In the Dutch city of Utrecht, commuters, tourists, and school children whiz to-and-fro on bikes. You’ll see cyclists wearing business suits, carrying grocery bags, and even holding umbrellas in the rain.
Van Rossem: “Our busiest route carries 41,000 cyclists a day. Cycling around is by far the best way to get from A to B.”
That’s Frans Jan van Rossem, the director of Utrecht’s Bicycle Program. He says the city is growing rapidly, so it’s been investing in bike infrastructure.
van Rossem: “At our train station, we are building right now 22,000 public parking spaces for bikes.”
Utrecht has also widened bike lanes along major roadways – in some cases by removing car parking or even driving lanes. And to help cyclists avoid unsafe, traffic-heavy areas, the city has built new bike paths.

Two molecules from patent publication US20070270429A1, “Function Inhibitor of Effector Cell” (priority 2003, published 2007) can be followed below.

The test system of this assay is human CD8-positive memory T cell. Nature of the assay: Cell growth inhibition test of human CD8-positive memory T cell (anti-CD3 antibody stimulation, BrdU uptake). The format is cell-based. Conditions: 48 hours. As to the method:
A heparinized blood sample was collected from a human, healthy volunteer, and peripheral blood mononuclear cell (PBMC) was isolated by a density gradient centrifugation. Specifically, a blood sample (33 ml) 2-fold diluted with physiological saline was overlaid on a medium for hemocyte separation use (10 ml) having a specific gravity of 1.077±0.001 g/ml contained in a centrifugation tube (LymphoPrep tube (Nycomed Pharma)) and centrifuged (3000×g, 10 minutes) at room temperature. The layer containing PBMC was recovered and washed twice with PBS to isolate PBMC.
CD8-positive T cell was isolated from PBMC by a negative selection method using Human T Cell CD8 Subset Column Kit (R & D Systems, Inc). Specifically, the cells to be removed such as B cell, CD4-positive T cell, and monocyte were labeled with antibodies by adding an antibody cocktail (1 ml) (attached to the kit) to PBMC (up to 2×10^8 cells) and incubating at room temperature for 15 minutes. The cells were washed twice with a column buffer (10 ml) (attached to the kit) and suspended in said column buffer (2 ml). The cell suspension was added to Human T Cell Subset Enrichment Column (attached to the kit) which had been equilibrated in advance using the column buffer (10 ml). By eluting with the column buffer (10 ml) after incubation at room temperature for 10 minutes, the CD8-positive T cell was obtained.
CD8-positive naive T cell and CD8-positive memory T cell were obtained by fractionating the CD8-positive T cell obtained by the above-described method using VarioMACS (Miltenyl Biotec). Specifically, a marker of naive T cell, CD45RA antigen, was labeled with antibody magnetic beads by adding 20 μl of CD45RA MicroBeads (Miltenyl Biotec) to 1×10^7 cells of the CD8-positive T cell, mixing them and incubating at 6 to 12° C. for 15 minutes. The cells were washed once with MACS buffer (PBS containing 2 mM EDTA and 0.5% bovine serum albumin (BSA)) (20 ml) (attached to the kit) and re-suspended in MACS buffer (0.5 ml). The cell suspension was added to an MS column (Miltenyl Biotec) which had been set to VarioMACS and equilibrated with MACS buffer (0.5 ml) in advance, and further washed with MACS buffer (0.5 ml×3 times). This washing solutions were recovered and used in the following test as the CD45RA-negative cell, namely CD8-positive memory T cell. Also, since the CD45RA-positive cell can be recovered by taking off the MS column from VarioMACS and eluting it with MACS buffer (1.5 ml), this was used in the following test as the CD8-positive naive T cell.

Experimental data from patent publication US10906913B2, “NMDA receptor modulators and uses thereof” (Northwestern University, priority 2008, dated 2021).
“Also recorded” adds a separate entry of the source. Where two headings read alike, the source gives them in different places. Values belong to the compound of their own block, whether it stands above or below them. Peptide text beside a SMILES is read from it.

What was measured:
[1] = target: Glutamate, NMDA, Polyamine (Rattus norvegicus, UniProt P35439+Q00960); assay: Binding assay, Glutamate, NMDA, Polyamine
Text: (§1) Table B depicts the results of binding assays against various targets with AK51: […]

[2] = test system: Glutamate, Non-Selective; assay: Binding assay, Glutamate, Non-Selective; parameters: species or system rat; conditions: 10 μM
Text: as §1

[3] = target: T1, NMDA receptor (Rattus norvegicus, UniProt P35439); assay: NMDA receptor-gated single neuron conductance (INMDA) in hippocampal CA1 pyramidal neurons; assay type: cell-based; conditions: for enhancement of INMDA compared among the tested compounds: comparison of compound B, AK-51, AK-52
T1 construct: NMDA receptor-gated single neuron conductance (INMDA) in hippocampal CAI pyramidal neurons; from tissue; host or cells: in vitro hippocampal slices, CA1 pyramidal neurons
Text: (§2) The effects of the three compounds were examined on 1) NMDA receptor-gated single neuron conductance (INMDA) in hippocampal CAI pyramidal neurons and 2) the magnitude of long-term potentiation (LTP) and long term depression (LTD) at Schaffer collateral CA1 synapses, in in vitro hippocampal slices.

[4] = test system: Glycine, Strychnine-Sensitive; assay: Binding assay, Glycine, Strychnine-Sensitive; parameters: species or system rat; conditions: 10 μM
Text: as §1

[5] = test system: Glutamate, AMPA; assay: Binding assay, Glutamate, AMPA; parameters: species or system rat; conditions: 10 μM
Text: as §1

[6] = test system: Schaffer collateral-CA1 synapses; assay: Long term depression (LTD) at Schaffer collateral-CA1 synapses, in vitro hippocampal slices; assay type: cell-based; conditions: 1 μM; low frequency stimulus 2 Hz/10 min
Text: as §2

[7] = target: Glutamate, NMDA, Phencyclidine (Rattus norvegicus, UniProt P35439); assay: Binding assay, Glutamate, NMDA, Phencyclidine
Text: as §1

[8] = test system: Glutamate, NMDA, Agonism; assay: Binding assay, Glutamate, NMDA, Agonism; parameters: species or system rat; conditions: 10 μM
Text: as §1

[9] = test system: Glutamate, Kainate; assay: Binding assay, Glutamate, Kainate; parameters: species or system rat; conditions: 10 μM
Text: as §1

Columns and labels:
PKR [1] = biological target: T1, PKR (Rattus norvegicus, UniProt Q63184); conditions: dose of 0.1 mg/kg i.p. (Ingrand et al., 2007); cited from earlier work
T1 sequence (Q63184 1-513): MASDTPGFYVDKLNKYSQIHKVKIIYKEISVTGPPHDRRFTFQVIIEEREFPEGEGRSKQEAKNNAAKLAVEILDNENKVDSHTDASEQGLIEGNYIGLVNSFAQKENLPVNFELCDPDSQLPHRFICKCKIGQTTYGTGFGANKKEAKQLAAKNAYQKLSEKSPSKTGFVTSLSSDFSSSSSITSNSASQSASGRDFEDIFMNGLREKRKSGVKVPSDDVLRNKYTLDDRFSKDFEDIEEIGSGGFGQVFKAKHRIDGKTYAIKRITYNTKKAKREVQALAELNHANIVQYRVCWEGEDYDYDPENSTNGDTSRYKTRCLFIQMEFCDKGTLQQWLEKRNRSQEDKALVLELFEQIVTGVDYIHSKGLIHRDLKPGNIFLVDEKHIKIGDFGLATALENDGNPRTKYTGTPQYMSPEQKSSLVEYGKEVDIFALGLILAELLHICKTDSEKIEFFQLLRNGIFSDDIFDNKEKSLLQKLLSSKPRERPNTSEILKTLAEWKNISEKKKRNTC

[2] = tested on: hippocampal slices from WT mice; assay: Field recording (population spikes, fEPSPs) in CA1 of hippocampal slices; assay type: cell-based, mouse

van Rossem: “Those routes follow, for example, rivers or canals or train tracks … and they often go through neighborhoods. And very often they are a little bit longer, but they’re much nicer to cycle and there’s much less traffic.”
He says other cities can learn from Utrecht’s large investment in bike infrastructure.”Utrecht’s Click To Tweet
van Rossem: “When you start building it, people start using it.”
And that can help reduce traffic and carbon pollution.
Reporting credit: Justyna Bicz/ChavoBart Digital Media.